The United Nations says the humanitarian situation is deteriorating in the volatile Ogaden region of Ethiopia. The world body has also called for an independent investigation into reports of human rights violations there. From U.N. headquarters in New York, VOA's Margaret Besheer has more.
The United Nations warns that humanitarian conditions have substantially deteriorated in conflict areas of the predominantly ethnic Somali region of Ethiopia, where the military and rebels have been clashing.
U.N. spokeswoman Michele Montas told reporters Thursday that a recent mission to the area found that the price of food had nearly doubled due to government restrictions on commercial and livestock trade. She added that household food reserves are nearly exhausted, and food aid operations have been seriously delayed.
"The mission fears that the situation could rapidly worsen within two or three months unless more food gets to the population," she said.
The United Nations says emergency food aid is needed for some 600,000 people in the Ogaden for the next three months.
The mission also noted that many people in these areas expressed fear at being caught in the middle of the on-going conflict between the Ethiopian military and Ogaden rebels.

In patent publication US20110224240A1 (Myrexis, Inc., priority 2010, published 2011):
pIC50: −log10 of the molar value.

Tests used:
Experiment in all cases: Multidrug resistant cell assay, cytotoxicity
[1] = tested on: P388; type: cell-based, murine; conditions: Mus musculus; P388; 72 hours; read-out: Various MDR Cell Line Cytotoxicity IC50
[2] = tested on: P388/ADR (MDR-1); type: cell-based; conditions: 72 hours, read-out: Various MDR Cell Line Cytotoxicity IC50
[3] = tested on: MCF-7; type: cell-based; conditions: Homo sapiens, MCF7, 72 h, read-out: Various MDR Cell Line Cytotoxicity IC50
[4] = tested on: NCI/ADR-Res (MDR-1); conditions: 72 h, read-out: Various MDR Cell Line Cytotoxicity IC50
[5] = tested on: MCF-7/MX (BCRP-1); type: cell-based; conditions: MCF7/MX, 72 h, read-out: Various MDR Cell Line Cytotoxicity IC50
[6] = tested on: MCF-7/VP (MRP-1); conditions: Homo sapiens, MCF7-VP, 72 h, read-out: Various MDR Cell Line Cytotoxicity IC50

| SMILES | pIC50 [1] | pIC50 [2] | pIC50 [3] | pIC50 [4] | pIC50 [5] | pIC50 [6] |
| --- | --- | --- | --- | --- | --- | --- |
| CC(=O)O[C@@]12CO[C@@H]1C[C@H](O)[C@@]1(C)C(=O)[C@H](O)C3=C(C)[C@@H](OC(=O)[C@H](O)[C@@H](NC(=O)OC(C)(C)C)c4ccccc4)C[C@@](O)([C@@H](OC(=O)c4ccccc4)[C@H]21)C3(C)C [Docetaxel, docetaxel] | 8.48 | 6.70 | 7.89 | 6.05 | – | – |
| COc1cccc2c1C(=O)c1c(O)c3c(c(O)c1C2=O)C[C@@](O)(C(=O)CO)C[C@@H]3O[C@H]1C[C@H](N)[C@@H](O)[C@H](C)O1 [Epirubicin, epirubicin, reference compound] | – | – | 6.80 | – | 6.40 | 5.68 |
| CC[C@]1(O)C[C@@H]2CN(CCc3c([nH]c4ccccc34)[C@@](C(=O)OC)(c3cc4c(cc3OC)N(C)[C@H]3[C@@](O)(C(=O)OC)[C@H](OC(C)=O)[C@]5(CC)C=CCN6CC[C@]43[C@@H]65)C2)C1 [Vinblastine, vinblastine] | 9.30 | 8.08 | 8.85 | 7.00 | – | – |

The rebels and several human rights groups accuse the military of human rights abuses, a charge the Ethiopian government has denied.
U.N. spokesman Yves Sorokobi says the mission has looked into these accusations and has prepared an internal report that has not been published. He would not comment on its contents, only to say:
"Clearly in a conflict between rebels and the government, the chances are some rights abuses are being committed," he said. "The report was based on a fact-finding mission that itself was prompted by a number of accusations made by human rights groups."
The Ethiopian army launched a crackdown on the region following an attack by rebels from the Ogaden National Liberation Front in April against a Chinese-owned oil field that killed more than 70 workers.